Last month I wrote about the World eBook Fair, which was offering one-third of a million e-books to the public for free downloading. There are 3 days left (it runs until Aug. 4), so there's still time to visit http://www.worldebookfair.com. Since then, several book-related sites have grabbed my attention—at an especially appropriate time for those of you who might still be reading while on vacation. Two of the sites relate to locating and organizing books while the other stretches our thinking on the nature of a book.
BookFinder.com is a Web site that allows customers to search an inventory of more than 100 million books for sale from booksellers in more than 50 countries. It claims to provide the world's largest searchable book inventory. (It's nice to know there's more than just Amazon.com and barnesandnoble.com out there.) BookFinder.com recently announced a revamped pricing structure that presents book shoppers with a single price figure, combining the book's price plus shipping and handling. It is designed to make it easy for customers to compare the real cost of a book from multiple suppliers.
Here's the rationale, according to founder Anirvan Chatterjee: "We've noticed significant changes in the pricing landscape in the used and rare book markets. On one hand, we're seeing a flood of very cheap titles, often less than $0.25, where the seller makes the profit from the shipping charges. On the other hand, we're also seeing increasingly price-competitive international bookselling, where it can be cheaper to buy a book from another country, in spite of the relatively larger shipping cost. Bundling shipping prices can make clear the real cost of a $0.01 book, while making it a little less scary for a Californian considering buying a title from London."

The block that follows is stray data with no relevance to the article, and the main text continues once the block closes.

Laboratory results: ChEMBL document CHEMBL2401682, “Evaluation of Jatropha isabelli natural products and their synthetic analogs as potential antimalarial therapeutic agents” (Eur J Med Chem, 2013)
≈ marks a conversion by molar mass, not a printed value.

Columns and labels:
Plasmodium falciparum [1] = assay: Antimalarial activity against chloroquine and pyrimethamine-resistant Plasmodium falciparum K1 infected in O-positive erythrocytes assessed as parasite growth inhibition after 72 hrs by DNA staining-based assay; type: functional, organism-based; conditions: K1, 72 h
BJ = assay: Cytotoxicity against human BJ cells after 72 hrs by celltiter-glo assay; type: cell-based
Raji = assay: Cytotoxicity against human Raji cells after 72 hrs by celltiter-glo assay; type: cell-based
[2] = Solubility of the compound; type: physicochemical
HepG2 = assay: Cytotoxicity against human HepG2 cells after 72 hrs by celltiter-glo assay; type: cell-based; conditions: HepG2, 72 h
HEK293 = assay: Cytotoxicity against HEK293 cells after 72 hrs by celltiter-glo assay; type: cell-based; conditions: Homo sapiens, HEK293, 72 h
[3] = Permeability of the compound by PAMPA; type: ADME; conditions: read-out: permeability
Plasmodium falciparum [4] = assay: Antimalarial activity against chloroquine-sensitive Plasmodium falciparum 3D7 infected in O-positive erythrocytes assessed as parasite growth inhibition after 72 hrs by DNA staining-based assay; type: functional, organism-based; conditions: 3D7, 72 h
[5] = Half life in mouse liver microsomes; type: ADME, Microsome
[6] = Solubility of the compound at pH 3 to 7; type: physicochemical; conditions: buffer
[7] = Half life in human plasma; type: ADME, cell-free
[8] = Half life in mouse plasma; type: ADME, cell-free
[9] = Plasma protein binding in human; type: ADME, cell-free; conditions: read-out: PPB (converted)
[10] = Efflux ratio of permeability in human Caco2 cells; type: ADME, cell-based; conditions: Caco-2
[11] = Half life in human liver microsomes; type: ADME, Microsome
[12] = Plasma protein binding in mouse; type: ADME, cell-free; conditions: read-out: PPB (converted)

Once you've found your books, you can use the cool site called LibraryThing to catalog them. Not only that, the site offers social networking by letting people catalog together and connect with other people based on the books they share. The site was featured in an article in The Wall Street Journal in late June and has generated a great deal of buzz in the blogosphere.
The tool is a Web-based application for cataloging personal book collections. It matches a user's input book titles, authors, or ISBNs against Amazon and more than 45 major library catalogs, including the Library of Congress. Once users create a catalog, they can then search, sort, edit, apply tags (like on del.icio.us and Flickr), rate, and write book reviews. One cool feature is that LibraryThing can analyze a collection and then suggest books a user might like. Users can enter 200 books for free or as many as they like for $10 per year or $25 for life.
The site, which launched in August 2005, now claims more than 4.3 million books on members' bookshelves. By the way, the user group with the most members (316) is "Librarians who LibraryThing." The Groups feature was just added last week. There are even some mashups now that can link LibraryThing pages with booksellers and library collections.
LibraryThing is quickly garnering accolades from book lovers. Jill O'Neill wrote in a recent NFAIS Enotes: "Library Thing is an addictive tool, one that captured my imagination along with a portion of my book collection and a $10 participation fee."
Of course, now I'm worried. If I ever do try this application, I'll never get to all the other things on my to-do list. But, I'm so tempted.
Finally, The Institute for the Future of the Book explores the book's shift from the printed page to a networked environment. The Institute is a project of the Annenberg Center for Communication at the University of Southern California and is based in Brooklyn, N.Y. Its goal is to explore, understand, and influence this shift. Here's what's involved: "Unlike the printed book, the networked book is not bound by time or space. It is an evolving entity within an ecology of readers, authors and texts. Unlike the printed book, the networked book is never finished: it is always a work in progress."
If you're intrigued, check out several of the projects listed on the Institute's site (http://www.futureofthebook.org). One of the experiments currently grabbing media interest is an experimental book by McKenzie Wark, a professor of cultural and media studies at The New School and the author of A Hacker Manifesto. Wark has shared a draft of his next book, GAM3R 7H30RY (Gamer Theory), a critical examination of video games, in an open Web-based environment designed to gather feedback and spark discussion.
The Institute soon plans to release Sophie, a new software application designed for reading and writing next-generation electronic books. According to information on the Institute's blog, "It will facilitate the construction of documents that use multimedia and time in ways that are currently difficult, if not impossible, with today's software."Watch for our coverage of Sophie and for an article on networked books by Paula Berinstein in an upcoming issue of Searcher.